Homecomings old and new


On Aug. 30, during the Jamboree game, the student section did their rollercoaster chant. They do several chants to get the student section excited and in turn help the team. (Photo by M.Riddle)

Taylor Dent, Staff Writer

One of the most exciting events of the school year is Homecoming; an occasion that has gone on at high schools for as long as anyone can remember. A week full of school spirit, competitions and a pep rally, all culminating in a game and dance at the end of the week. For many, this tradition is something to look forward to. 

“I think it gives the school a lot of energy,” said Alyssa Sherron, 11, “I like the pep assembly. I think that gets you really hyped-up for homecoming.”

What a lot of students are unaware of is the level of planning that goes into Homecoming week. 

“I delegate teams, there’s a ‘pep rally team’ and a ‘royalty team’. There’s a team for everything. These teams find a plan, then compare it to last year. How it went well, how it’s different, do they want to try new things,” said Meg Putnam, student body president, 12.

However, it did not just start there.  

“We start in the summer, and just start generating ideas when we’re doing our leadership training,” said Katie George, StuCo sponsor. “We go through a voting process with the StuCo members to decide.”

While most schools have a Homecoming, there are some traditions that are unique to the Broncos, the Horseshoe Hunt and Bronco Pride Competition are among them.

One of the most looked-forward to events of Homecoming, and the school year, is the opportunity to earn Bronco Pride points for your class. While some might think that inter-class competitions are counterintuitive to the message of unity that Homecoming represents, this head-to-head (to-head-to-head) competition actually helps the school have a common objective.

 “Even though we’re fighting against each other, per se, for points in the Bronco Pride competition, it really only works if we all work at the same goal, and in a way, that’s kind of working together,” Putnam said.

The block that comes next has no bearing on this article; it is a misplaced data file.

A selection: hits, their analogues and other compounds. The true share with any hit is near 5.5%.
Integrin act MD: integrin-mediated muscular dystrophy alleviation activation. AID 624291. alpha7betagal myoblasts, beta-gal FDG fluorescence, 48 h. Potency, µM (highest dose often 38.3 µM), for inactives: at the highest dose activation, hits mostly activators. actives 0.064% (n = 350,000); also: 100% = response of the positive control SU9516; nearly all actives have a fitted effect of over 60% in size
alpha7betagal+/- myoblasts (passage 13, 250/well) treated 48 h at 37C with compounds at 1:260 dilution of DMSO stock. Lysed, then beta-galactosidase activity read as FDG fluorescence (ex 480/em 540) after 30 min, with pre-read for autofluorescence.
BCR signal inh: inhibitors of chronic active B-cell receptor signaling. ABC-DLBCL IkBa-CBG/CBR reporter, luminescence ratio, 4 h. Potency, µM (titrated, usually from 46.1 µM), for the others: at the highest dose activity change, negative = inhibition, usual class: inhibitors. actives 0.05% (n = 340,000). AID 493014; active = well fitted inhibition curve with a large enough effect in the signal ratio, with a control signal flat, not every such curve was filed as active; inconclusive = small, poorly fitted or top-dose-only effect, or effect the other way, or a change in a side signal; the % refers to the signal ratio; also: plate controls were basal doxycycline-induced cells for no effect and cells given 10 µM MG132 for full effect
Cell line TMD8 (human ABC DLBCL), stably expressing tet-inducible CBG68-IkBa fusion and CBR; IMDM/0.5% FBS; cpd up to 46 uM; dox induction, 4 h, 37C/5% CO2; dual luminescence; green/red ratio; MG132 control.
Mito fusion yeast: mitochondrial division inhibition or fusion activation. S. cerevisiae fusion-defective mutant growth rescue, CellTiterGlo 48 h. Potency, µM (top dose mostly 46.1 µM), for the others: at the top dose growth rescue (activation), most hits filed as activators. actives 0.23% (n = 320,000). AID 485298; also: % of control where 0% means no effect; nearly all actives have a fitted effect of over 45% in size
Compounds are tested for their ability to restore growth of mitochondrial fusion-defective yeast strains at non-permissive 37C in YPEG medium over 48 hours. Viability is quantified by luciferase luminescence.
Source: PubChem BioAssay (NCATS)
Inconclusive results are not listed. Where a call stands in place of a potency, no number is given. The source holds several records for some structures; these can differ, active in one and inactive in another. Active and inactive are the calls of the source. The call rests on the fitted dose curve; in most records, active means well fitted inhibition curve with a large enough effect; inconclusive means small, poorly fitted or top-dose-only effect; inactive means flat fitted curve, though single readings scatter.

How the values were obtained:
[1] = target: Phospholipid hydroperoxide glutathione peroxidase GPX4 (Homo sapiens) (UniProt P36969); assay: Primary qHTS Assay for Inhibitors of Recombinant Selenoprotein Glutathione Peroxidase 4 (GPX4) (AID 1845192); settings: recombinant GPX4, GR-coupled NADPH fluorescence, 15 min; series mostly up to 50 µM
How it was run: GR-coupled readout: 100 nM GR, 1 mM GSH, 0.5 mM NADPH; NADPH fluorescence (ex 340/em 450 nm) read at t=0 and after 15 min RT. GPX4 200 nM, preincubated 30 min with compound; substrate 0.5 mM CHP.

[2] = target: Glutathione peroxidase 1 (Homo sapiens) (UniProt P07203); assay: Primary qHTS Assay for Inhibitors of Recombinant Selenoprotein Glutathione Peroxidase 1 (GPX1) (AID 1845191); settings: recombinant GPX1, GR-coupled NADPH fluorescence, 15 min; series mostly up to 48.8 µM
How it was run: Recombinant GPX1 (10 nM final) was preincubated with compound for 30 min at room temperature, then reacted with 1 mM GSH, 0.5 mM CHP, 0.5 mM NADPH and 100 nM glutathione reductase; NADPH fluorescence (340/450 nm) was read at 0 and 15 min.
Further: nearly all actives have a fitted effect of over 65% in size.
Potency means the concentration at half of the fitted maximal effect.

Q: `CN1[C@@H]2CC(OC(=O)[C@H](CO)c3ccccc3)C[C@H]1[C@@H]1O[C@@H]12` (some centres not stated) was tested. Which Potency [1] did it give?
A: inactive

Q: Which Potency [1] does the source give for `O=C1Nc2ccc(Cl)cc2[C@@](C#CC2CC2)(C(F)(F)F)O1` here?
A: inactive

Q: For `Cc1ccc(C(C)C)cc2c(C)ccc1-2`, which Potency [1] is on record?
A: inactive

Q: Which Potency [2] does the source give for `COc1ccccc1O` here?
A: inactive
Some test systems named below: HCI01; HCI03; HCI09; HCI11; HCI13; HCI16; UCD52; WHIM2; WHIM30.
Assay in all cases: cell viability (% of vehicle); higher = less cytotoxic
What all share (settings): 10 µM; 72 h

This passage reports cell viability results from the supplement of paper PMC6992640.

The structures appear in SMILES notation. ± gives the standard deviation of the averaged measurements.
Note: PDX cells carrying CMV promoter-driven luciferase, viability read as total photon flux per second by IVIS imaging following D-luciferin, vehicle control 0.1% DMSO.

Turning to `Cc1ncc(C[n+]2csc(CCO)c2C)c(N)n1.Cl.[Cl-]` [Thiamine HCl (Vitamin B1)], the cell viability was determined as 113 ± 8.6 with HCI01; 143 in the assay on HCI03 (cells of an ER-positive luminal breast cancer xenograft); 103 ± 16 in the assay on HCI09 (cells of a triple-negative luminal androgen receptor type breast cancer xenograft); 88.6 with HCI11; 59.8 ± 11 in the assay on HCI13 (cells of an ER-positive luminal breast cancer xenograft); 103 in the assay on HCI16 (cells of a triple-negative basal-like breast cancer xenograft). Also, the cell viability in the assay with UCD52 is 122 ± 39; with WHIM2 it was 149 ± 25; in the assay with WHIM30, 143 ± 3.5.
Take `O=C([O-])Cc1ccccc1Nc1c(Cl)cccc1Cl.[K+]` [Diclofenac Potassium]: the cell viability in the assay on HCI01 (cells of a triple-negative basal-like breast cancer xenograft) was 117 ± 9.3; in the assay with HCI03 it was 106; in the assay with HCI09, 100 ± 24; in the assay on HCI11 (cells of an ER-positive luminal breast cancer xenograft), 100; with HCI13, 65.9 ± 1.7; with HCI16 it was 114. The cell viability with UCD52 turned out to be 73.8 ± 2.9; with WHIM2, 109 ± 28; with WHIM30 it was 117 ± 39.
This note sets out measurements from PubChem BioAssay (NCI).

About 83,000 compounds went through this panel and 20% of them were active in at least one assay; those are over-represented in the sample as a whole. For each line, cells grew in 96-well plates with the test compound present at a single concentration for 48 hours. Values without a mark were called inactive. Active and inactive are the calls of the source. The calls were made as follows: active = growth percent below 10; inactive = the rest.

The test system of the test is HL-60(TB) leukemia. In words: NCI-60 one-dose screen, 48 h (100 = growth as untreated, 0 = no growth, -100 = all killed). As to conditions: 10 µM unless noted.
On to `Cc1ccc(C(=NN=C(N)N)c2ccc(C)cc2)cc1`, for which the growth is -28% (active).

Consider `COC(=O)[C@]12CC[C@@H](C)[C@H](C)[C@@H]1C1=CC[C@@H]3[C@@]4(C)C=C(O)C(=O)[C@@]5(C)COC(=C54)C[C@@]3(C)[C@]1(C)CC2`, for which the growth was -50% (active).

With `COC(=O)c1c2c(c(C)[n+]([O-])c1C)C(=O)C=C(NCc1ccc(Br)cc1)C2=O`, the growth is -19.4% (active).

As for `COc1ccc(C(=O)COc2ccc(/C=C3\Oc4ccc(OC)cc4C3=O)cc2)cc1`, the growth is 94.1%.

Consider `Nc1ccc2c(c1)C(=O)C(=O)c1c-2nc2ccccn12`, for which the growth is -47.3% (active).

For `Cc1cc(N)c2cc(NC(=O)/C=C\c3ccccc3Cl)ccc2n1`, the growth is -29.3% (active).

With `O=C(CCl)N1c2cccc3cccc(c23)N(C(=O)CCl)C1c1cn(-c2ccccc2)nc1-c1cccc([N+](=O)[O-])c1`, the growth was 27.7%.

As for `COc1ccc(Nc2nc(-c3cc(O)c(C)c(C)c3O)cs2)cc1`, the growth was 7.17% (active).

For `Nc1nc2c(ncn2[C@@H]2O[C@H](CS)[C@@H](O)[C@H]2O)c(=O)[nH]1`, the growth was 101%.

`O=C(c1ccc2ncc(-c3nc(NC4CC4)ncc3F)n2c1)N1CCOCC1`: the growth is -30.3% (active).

And the staff around the school agrees. 

 “It’s really cool to see how fighting against each other also propels us to work together,” said George. “I think ultimately [the competition] drives everyone together, it gets everyone excited.” 

However, these traditions were not always here. 

“When I started, we were a school of 420, and we were in the middle of town; we were the town. But I think that we’ve kind of changed as a community, and we moved out here, and some of the traditions that we had, we altered,” George said. “The Horseshoe Hunt was something that I brought, and sometimes kids get irritated when they can’t find it,” George said, laughing, “but I still think that it’s a lot of fun.”

There are also some traditions that SHHS has gotten rid of, due to the growing class sizes. One of the only teachers who remembers those times is David Londene, CADD Teacher, who has taught here for 32 year. 

“A long time ago, we used to have a parade with Homecoming, that’s probably the biggest change. Each class used to do a float, then it was judged. You got points for first, second, and so on,” said Londene. 

Throughout this change and growth the one thing that has remained, Homecoming and the small town sense of community it provides.  

“It’s about having pride within your community, and if you don’t, you ask yourself, ‘Why? What can I do?’ Maybe it’s just coming to a football or soccer game when you don’t have anybody to cheer for, or maybe it’s volunteering. I’ve lived in Spring Hill my whole life, and really what it means is creating memories,” Putnam said. “It just helps with morale, and people really find who they are as a member of Spring Hill.”

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